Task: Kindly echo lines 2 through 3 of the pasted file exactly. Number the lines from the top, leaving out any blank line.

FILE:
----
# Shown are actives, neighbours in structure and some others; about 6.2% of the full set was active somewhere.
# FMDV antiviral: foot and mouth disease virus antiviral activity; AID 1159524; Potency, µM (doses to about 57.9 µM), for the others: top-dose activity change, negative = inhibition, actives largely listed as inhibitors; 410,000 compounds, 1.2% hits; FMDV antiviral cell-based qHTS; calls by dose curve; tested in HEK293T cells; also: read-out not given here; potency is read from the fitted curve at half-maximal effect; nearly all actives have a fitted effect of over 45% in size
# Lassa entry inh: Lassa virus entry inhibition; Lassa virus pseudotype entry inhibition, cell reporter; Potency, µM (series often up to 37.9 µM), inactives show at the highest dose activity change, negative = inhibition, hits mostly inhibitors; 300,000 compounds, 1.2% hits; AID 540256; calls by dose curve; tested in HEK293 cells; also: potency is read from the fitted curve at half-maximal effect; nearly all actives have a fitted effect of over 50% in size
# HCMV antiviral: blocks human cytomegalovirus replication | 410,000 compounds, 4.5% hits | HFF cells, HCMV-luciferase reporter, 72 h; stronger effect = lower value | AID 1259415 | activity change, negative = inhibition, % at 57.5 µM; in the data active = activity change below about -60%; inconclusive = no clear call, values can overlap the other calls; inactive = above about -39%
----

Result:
# FMDV antiviral: foot and mouth disease virus antiviral activity; AID 1159524; Potency, µM (doses to about 57.9 µM), for the others: top-dose activity change, negative = inhibition, actives largely listed as inhibitors; 410,000 compounds, 1.2% hits; FMDV antiviral cell-based qHTS; calls by dose curve; tested in HEK293T cells; also: read-out not given here; potency is read from the fitted curve at half-maximal effect; nearly all actives have a fitted effect of over 45% in size
# Lassa entry inh: Lassa virus entry inhibition; Lassa virus pseudotype entry inhibition, cell reporter; Potency, µM (series often up to 37.9 µM), inactives show at the highest dose activity change, negative = inhibition, hits mostly inhibitors; 300,000 compounds, 1.2% hits; AID 540256; calls by dose curve; tested in HEK293 cells; also: potency is read from the fitted curve at half-maximal effect; nearly all actives have a fitted effect of over 50% in size